The conference is going well, but for now I just have time now to write up a few quick thoughts on one of yesterday's talks. Lauren Ashwell (MIT/Auckland) was discussing the following widely-accepted principle:
(NBD) It is a necessary condition for S to be justified in believing that p that S not believe that her belief that p is unjustified.
This can be formalized as: "B~JBp -> ~JBp". That is, if you believe that another belief of yours is unjustified, then the latter belief really is unjustified. Self-doubt thus justifies itself. If you start to doubt whether you're justified in believing that you have two hands, then this doubt suffices to remove ("defeat") your justification for the common-sense belief. That seems silly to me, and I'm not really sure why anyone (let alone everyone) would believe NBD. To offer something more than mere intuition, in response to Lauren's talk I thought of an argument which seems to show that NBD leads to a contradiction.
I will assume that knowledge is closed under known entailment:
(Kp & K(p -> q)) -> Kq
If you know p, and you know p implies q, then you (are in a position to) know q.
I will also assume that our beliefs are accessible to us through introspection:
Bp -> KBp
If you believe that p, then you (can) know that you believe that p.
Finally, I assume that it is possible for someone to simultaneously believe that another belief is unjustified, and yet also believe that this former skeptical belief is itself unjustified. So the following is possible:
B~JBp & B~JB~JBp
Now, if someone (S) fitting the above assumptions could know NBD, then we get a contradiction. Here's how:
1. S knows: (i) B~JBp (starting belief, introspection)
(ii) B~JBp -> ~JBp (NBD)
Thus, by closure, S also knows: (iii) ~JBp
2. JB~JBp (knowledge entails justified belief; apply to (iii).)
3. B~JB~JBp (starting belief)
4. B~JB~JBp -> ~JB~JBp (NBD for belief that ~JBp)
5. ~JB~JBp (3,4 modus ponens)
Which contradicts (2)!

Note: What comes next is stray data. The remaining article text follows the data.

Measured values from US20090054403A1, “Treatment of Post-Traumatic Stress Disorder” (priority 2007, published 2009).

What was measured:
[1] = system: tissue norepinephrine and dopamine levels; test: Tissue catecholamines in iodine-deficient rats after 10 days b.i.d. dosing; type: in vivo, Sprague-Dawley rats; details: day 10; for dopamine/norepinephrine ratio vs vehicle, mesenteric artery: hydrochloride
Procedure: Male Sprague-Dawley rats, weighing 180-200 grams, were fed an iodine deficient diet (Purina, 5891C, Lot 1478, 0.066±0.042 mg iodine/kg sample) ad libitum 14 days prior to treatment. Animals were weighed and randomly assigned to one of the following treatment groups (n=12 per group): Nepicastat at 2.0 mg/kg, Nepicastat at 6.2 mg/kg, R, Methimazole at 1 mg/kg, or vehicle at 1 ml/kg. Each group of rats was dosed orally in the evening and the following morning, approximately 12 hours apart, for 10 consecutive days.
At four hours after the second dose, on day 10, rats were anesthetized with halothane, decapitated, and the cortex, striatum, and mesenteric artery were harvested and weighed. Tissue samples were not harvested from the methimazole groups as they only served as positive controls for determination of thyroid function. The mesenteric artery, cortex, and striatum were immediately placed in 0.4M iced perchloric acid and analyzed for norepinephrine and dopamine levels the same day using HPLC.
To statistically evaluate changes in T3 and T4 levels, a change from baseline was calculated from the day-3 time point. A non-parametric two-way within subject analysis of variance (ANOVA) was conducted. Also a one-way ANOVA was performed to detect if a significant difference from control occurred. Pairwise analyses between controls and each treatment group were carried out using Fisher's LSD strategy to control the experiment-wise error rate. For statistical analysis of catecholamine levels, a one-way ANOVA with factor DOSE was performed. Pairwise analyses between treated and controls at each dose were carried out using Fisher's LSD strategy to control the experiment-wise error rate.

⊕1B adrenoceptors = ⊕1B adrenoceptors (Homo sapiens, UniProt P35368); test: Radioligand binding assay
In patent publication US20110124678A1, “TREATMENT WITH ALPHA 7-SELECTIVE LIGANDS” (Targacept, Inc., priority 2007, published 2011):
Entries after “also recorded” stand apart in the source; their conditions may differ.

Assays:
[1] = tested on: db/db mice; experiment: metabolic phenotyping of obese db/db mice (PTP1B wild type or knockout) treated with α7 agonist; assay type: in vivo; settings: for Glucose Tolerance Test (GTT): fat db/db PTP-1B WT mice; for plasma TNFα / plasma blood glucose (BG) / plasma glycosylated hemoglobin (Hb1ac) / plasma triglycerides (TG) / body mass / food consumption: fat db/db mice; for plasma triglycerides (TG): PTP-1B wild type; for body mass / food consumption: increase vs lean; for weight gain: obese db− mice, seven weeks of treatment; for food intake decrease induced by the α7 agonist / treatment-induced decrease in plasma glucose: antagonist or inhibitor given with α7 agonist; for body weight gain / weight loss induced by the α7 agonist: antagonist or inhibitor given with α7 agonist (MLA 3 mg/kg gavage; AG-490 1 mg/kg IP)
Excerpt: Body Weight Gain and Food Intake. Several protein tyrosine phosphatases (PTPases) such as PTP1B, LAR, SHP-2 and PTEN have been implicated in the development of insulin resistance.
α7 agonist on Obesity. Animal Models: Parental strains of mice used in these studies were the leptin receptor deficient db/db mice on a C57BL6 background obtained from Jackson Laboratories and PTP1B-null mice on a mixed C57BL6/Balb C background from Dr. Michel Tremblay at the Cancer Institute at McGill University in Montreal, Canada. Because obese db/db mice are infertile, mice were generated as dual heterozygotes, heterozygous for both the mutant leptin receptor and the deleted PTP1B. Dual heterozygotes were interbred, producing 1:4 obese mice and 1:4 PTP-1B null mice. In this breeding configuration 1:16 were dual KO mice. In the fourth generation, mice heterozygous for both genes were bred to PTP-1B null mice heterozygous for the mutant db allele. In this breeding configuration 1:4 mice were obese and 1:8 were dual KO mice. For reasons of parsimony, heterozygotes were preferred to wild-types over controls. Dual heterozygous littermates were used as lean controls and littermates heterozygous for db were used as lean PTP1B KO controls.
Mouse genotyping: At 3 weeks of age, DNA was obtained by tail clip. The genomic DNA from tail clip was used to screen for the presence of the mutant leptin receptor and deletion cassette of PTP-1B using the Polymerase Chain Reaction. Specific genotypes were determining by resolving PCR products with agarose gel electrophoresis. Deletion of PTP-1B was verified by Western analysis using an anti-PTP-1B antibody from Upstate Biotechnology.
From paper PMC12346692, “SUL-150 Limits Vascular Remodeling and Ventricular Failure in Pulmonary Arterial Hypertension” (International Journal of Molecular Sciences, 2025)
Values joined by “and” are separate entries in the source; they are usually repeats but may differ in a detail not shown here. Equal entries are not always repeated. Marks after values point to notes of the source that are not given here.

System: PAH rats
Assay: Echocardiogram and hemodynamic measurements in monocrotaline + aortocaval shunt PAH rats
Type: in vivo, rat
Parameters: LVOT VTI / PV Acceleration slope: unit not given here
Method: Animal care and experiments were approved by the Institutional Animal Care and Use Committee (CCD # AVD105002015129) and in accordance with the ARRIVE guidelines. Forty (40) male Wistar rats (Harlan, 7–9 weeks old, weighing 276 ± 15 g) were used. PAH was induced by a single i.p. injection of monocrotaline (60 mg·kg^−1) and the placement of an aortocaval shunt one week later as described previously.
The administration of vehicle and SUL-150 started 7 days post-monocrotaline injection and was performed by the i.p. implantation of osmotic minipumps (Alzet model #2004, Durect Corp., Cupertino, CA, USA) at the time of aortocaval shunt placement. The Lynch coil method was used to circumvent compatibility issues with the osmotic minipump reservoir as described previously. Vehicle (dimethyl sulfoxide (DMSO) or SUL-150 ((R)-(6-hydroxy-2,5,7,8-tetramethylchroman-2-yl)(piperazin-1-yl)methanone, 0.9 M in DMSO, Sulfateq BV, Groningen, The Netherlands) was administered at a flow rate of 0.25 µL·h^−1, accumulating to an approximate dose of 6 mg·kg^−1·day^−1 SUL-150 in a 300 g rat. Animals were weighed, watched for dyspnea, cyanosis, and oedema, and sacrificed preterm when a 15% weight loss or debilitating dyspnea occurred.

So given the other assumptions, NBD cannot be known. So you shouldn't believe it.
[Update: 8 Dec 05] I came up with a parallel argument that's slightly simpler, though with slightly less plausible starting conditions: Bp and B~JBBp. It would be rather odd, but surely possible, to believe p whilst thinking you're not justified in believing that you have the former belief. So consider this:
1) Bp (starting belief)
2) KBp (from 1, introspection)
3) JBBp (from 2, knowledge entails justified belief)
4) B~JBBp (starting belief)
5) B~JBBp -> ~JBBp (NBD for belief that Bp)
6) ~JBBp (4,5 modus ponens)
Contradiction: 3, 6.
Actually, this argument is stronger than the previous one. It doesn't merely show NBD to be unknowable, but indeed straight out false. Neat. (Though I suppose the supporter of NBD would instead reject my introspection principle, and thus (2).)
One final point of interest: it would seem that if NBD were true, then we should try not to doubt our existing beliefs (well, unless we go on to give them up, I suppose). After all, we presumably want to have justified beliefs. But a necessary condition for your belief being justified is that you not doubt it (in the strong sense of believing it to be unjustified). If you don't doubt it, it might be justified or it might not. If you do doubt it, then it's guaranteed to be unjustified. So it seems preferable to take the option where you at least have *some* chance of being justified.